Tourism, Yates says, is on the rise, with more than 16 million visitors in 2016 compared with 11 million in 2007. The majority of travelers to Louisville — nearly 82 percent, according to a 2016 CVB study — get here by road. Yates says a factor that could hurt Louisville’s chances of attracting more business travelers is one many second-tier cities share: difficulty in getting direct flights. That could impact how successful the city will be in scoring conventions for, say, doctors, lawyers and engineers, which draw attendees from across the country. Unlike the National Farm Machinery Show, which exhibits at the massive Kentucky Fair and Exposition Center near the airport, professional associations need less space but want access to hotels and downtown attractions.

    All this development, while praised by city and business leaders, does not impress Martina Kunnecke, president of the volunteer group Neighborhood Planning and Preservation Kentuckiana. “What we see is a downtown that is less responsive to local needs and more in the hands of entrepreneurs who are getting preferential treatment,” Kunnecke says. Rather than the city addressing the lack of affordable grocery shopping downtown or mixed-income housing, Kunnecke says the overall focus is instead on turning downtown into a tourist destination and offering tax incentives and waivers to developers. The Omni, for one, is paying $150 million, or 52 percent, of its development costs, with the remaining $139 million coming from the city and state through a dedicated tax-increment financing, or TIF, district, which will allow a portion of sales, property and employee income taxes to go toward repaying city bonds to fund the project. And the Omni construction hasn’t been without controversy: Preservationists protested the dismantling of the historic Louisville Water Co. building on the site, and immigrant construction workers went on strike, claiming they were making up to $20 less an hour than other workers.

    George Timmering, who owns the pizza restaurant Bearno’s by the Bridge on Whiskey Row, says the convention center’s 2016 closing has hurt his sales about 10 percent. “We’ve been — myself and a lot of businesses on (Whiskey Row) — trying to be mean and lean since earlier this year. Just kind of holding on and make money when we can,” he says. “We know 2018’s going to be a special year in Louisville with the Omni opening up, the Old Forester Distillery (on Whiskey Row) and hopefully the convention center. I plan to get all of those lost sales back and then some.”


    Developer Chris Anderson works for Merrillville, Indiana-based White Lodging, which owns and manages the downtown Marriott and is behind the new Whiskey Row hotel project, where road construction started in late October. Whiskey Row will have new-from-the-ground-up guts behind preserved facades. The menus of its currently nameless restaurant and two rooftop bars will feature items including bourbon-inspired mac and cheese, burgers and porterhouse steaks. Guests will also have access to in-room record players and private pool decks. Anderson is confident about business- and leisure-travel trends but says he might worry if other cities cleaned up and started competing for the same groups.

    Mark Eble, a Chicago-based managing director at CBRE who has analyzed Louisville since 2004, says efforts to recruit more convention business aren’t unique to Louisville. “All of the cities are competing with one another. They keep an eye on each other and (might say), ‘Well, geez, Louisville did this fantastic thing with their convention center, maybe we ought to do something,’” Eble says. “It’s a highly competitive environment for conventions.”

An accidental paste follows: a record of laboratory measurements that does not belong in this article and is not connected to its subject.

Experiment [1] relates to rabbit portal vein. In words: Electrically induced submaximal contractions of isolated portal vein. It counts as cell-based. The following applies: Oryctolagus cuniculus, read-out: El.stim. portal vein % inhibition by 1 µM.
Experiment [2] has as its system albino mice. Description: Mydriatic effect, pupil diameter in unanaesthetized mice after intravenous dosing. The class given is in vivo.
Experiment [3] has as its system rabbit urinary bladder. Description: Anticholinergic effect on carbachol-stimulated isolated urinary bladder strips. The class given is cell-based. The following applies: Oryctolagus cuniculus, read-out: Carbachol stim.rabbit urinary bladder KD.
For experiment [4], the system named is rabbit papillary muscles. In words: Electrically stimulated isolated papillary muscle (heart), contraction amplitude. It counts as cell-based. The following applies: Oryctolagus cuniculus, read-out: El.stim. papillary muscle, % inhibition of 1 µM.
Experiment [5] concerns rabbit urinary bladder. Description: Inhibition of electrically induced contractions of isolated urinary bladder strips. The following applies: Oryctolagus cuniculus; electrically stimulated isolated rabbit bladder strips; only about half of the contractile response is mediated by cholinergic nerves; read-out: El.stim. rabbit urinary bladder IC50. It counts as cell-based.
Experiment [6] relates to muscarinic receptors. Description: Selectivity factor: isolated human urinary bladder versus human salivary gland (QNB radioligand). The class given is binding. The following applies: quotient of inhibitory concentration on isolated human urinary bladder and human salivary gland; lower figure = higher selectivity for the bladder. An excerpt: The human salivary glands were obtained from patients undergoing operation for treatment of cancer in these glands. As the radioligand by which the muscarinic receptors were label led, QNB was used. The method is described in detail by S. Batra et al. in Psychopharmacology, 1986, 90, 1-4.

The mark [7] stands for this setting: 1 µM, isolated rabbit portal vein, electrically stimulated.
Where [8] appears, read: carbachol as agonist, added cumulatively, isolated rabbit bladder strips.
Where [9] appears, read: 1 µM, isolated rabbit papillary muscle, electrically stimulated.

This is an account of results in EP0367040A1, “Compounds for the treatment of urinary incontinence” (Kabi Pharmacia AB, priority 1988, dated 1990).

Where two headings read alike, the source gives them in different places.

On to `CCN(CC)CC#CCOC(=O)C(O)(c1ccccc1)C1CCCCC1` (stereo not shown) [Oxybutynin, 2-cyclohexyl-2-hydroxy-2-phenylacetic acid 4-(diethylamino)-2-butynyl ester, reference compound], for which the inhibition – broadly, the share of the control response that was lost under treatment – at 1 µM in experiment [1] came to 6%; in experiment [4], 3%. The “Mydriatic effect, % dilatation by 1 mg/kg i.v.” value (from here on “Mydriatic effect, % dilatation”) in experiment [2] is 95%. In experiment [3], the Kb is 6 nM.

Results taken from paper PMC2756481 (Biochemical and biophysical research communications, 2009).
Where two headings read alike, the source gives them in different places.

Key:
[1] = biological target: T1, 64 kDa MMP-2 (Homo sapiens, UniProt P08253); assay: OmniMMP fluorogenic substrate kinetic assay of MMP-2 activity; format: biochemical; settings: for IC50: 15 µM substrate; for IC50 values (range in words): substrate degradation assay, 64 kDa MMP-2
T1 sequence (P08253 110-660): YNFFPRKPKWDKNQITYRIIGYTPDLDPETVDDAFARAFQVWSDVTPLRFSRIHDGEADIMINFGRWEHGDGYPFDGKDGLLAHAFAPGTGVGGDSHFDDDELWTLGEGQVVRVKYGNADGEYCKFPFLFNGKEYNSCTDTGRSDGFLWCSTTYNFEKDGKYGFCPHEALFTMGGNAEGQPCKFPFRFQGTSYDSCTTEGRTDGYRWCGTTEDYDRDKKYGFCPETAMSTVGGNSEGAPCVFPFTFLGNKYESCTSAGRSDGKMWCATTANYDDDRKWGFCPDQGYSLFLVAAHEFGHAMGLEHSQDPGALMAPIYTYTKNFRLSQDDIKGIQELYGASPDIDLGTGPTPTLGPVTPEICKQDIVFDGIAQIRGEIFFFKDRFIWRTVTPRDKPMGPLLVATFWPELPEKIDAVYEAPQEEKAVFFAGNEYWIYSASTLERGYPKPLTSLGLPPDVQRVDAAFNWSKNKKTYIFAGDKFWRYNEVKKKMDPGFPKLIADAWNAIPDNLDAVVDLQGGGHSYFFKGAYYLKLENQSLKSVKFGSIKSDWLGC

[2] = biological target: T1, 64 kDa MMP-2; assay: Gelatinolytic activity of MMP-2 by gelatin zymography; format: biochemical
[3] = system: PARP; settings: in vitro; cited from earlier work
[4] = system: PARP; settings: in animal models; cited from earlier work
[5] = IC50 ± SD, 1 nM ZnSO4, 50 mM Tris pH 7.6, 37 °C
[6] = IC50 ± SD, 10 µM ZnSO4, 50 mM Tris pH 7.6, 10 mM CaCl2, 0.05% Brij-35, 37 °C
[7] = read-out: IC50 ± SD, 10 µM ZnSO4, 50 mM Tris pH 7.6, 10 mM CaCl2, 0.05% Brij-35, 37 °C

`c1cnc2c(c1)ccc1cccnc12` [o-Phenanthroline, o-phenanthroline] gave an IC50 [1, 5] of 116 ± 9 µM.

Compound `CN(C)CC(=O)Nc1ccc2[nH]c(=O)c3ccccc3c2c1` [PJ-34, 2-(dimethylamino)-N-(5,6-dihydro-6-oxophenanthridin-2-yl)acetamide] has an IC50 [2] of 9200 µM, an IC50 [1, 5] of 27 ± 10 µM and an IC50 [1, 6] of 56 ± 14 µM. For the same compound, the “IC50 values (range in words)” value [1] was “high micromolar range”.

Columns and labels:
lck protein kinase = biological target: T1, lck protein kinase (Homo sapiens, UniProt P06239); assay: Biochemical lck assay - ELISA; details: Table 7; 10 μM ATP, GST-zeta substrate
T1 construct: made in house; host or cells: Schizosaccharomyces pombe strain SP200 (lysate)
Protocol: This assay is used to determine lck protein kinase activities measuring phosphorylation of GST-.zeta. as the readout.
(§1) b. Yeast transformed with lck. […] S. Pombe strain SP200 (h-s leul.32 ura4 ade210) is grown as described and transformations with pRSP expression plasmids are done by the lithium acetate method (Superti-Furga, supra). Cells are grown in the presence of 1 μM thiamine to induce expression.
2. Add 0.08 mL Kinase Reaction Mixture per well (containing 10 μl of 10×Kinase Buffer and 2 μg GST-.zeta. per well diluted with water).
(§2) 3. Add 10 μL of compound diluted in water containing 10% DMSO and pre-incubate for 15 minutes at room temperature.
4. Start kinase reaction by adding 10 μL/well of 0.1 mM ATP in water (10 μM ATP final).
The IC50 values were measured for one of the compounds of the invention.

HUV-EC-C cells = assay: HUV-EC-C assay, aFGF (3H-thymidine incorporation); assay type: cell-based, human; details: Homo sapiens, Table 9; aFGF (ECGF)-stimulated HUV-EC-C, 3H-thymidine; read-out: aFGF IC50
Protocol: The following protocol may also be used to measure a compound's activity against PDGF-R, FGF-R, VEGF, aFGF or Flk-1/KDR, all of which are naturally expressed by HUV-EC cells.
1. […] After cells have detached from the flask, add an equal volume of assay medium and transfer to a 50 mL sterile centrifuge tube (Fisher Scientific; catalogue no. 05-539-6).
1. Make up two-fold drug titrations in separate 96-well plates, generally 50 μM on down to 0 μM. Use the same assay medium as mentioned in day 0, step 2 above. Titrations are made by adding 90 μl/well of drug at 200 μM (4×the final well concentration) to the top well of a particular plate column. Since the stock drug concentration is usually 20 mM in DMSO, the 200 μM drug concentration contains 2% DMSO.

Competition will also be tense between new hotels and older hotels, whose history and charm may not entirely make up for small bathrooms and creaky floors. “There will be winners and losers,” Eble says. “I’ve been doing this for 30-plus years, and if I’ve learned one thing: Generally speaking, new almost always beats old.”

    Tell that to the Galt House, a 1,300-room, two-tower hotel on the riverfront that opened in its current form in 1972. It announced plans earlier this year for a major renovation that will touch all its guest rooms, meeting spaces and public spaces. David DiSalvo, the property’s director of sales and marketing, did not share cost details but says it will be the hotel’s most ambitious yet. He says he does not view the new hotels as a threat. “As a hotel, we’re renovating to stay relevant. I think the city is expanding the convention center to stay relevant,” DiSalvo says. “You always have to look at how you can improve your destination.”

    Photo: Even the Omni's carpeting picks up on the bourbon theme.

    Developer Robert Habeeb’s firm First Hospitality Group, based in Rosemont, Ill., opened a 100-room Home2Suites in the NuLu neighborhood in October. Habeeb says neighborhoods outside downtown will also become more attractive for new hotels because they’ll be able to offer proximity to restaurants and bars. But he admits there is some concern that developers could be overzealous and end up flooding the market, particularly in the Central Business District, which he says is at risk of adding more rooms than demand necessitates. (An Insider Louisville story in November detailed the bankruptcy filing of Le Centre on Fourth, which owns the Embassy Suites that opened in 2015 across from the historic Seelbach on Fourth Street.) 

    Habeeb hopes hoteliers will ease up before another recession or global event causes a market correction. “At some point, the numbers will show that enough is built. It’s like drinking and a hangover,” Habeeb says. “Unfortunately in our business, it’s the hangover that wakes people up.”

    This originally appeared in the December 2017 issue of Louisville Magazine. To subscribe to Louisville Magazineclick here. To find us on newsstands, click here.